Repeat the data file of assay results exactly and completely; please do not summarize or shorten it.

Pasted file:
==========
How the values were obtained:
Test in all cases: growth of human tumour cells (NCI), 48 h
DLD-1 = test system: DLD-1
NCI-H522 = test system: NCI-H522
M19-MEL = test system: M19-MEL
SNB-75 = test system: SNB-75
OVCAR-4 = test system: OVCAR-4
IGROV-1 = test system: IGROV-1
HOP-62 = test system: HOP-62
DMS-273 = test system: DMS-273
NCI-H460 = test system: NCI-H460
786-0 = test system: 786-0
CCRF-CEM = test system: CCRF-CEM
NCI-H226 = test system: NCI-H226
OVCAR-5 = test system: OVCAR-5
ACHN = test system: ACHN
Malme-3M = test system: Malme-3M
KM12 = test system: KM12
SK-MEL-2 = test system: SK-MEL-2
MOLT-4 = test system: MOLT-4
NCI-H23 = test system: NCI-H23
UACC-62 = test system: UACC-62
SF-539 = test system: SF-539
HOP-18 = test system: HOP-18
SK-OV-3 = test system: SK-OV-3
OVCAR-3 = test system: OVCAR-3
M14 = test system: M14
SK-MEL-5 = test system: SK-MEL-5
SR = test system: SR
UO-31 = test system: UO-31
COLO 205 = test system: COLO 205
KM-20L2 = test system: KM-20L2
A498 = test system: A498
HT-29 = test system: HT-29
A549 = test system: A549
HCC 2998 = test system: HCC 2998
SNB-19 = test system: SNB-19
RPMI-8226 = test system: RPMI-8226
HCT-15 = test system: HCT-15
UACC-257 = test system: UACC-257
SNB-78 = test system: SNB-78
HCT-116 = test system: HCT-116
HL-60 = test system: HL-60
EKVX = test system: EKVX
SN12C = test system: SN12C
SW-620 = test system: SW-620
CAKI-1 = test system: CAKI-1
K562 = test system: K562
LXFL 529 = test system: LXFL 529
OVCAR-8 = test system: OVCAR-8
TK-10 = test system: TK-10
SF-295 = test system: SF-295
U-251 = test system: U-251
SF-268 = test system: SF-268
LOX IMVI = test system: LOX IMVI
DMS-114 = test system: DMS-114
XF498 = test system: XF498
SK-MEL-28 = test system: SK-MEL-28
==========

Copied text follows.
How the values were obtained:
Test in all cases: growth of human tumour cells (NCI), 48 h
DLD-1 = test system: DLD-1
NCI-H522 = test system: NCI-H522
M19-MEL = test system: M19-MEL
SNB-75 = test system: SNB-75
OVCAR-4 = test system: OVCAR-4
IGROV-1 = test system: IGROV-1
HOP-62 = test system: HOP-62
DMS-273 = test system: DMS-273
NCI-H460 = test system: NCI-H460
786-0 = test system: 786-0
CCRF-CEM = test system: CCRF-CEM
NCI-H226 = test system: NCI-H226
OVCAR-5 = test system: OVCAR-5
ACHN = test system: ACHN
Malme-3M = test system: Malme-3M
KM12 = test system: KM12
SK-MEL-2 = test system: SK-MEL-2
MOLT-4 = test system: MOLT-4
NCI-H23 = test system: NCI-H23
UACC-62 = test system: UACC-62
SF-539 = test system: SF-539
HOP-18 = test system: HOP-18
SK-OV-3 = test system: SK-OV-3
OVCAR-3 = test system: OVCAR-3
M14 = test system: M14
SK-MEL-5 = test system: SK-MEL-5
SR = test system: SR
UO-31 = test system: UO-31
COLO 205 = test system: COLO 205
KM-20L2 = test system: KM-20L2
A498 = test system: A498
HT-29 = test system: HT-29
A549 = test system: A549
HCC 2998 = test system: HCC 2998
SNB-19 = test system: SNB-19
RPMI-8226 = test system: RPMI-8226
HCT-15 = test system: HCT-15
UACC-257 = test system: UACC-257
SNB-78 = test system: SNB-78
HCT-116 = test system: HCT-116
HL-60 = test system: HL-60
EKVX = test system: EKVX
SN12C = test system: SN12C
SW-620 = test system: SW-620
CAKI-1 = test system: CAKI-1
K562 = test system: K562
LXFL 529 = test system: LXFL 529
OVCAR-8 = test system: OVCAR-8
TK-10 = test system: TK-10
SF-295 = test system: SF-295
U-251 = test system: U-251
SF-268 = test system: SF-268
LOX IMVI = test system: LOX IMVI
DMS-114 = test system: DMS-114
XF498 = test system: XF498
SK-MEL-28 = test system: SK-MEL-28